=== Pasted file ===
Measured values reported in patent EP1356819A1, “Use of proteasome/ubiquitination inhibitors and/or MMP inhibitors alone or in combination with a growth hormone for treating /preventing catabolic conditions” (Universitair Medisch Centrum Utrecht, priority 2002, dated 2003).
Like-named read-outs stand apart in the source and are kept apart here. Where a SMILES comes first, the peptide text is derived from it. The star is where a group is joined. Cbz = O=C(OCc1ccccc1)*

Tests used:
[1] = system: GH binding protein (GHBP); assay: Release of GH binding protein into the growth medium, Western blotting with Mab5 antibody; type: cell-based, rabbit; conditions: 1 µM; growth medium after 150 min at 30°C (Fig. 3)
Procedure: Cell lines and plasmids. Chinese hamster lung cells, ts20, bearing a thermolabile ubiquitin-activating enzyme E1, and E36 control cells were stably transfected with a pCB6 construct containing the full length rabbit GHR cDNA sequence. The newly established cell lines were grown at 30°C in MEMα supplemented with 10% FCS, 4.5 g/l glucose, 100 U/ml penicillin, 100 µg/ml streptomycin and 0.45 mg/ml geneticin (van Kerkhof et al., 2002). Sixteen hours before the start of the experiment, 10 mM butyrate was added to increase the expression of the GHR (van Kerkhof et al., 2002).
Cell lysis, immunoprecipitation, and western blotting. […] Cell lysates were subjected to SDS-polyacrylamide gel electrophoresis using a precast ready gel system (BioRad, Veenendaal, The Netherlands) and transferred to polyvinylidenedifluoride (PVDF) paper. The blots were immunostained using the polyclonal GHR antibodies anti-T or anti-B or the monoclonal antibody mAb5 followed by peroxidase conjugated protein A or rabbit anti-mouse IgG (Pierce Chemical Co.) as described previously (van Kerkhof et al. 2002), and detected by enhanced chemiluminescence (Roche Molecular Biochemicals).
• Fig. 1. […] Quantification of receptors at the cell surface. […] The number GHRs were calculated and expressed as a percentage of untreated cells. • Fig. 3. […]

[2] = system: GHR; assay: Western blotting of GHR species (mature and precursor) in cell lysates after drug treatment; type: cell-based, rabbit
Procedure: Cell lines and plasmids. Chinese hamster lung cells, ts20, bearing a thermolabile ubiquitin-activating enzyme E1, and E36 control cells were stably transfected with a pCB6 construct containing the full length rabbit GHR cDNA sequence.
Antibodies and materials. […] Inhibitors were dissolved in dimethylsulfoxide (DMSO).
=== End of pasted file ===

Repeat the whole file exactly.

Measured values reported in patent EP1356819A1, “Use of proteasome/ubiquitination inhibitors and/or MMP inhibitors alone or in combination with a growth hormone for treating /preventing catabolic conditions” (Universitair Medisch Centrum Utrecht, priority 2002, dated 2003).
Like-named read-outs stand apart in the source and are kept apart here. Where a SMILES comes first, the peptide text is derived from it. The star is where a group is joined. Cbz = O=C(OCc1ccccc1)*

Tests used:
[1] = system: GH binding protein (GHBP); assay: Release of GH binding protein into the growth medium, Western blotting with Mab5 antibody; type: cell-based, rabbit; conditions: 1 µM; growth medium after 150 min at 30°C (Fig. 3)
Procedure: Cell lines and plasmids. Chinese hamster lung cells, ts20, bearing a thermolabile ubiquitin-activating enzyme E1, and E36 control cells were stably transfected with a pCB6 construct containing the full length rabbit GHR cDNA sequence. The newly established cell lines were grown at 30°C in MEMα supplemented with 10% FCS, 4.5 g/l glucose, 100 U/ml penicillin, 100 µg/ml streptomycin and 0.45 mg/ml geneticin (van Kerkhof et al., 2002). Sixteen hours before the start of the experiment, 10 mM butyrate was added to increase the expression of the GHR (van Kerkhof et al., 2002).
Cell lysis, immunoprecipitation, and western blotting. […] Cell lysates were subjected to SDS-polyacrylamide gel electrophoresis using a precast ready gel system (BioRad, Veenendaal, The Netherlands) and transferred to polyvinylidenedifluoride (PVDF) paper. The blots were immunostained using the polyclonal GHR antibodies anti-T or anti-B or the monoclonal antibody mAb5 followed by peroxidase conjugated protein A or rabbit anti-mouse IgG (Pierce Chemical Co.) as described previously (van Kerkhof et al. 2002), and detected by enhanced chemiluminescence (Roche Molecular Biochemicals).
• Fig. 1. […] Quantification of receptors at the cell surface. […] The number GHRs were calculated and expressed as a percentage of untreated cells. • Fig. 3. […]

[2] = system: GHR; assay: Western blotting of GHR species (mature and precursor) in cell lysates after drug treatment; type: cell-based, rabbit
Procedure: Cell lines and plasmids. Chinese hamster lung cells, ts20, bearing a thermolabile ubiquitin-activating enzyme E1, and E36 control cells were stably transfected with a pCB6 construct containing the full length rabbit GHR cDNA sequence.
Antibodies and materials. […] Inhibitors were dissolved in dimethylsulfoxide (DMSO).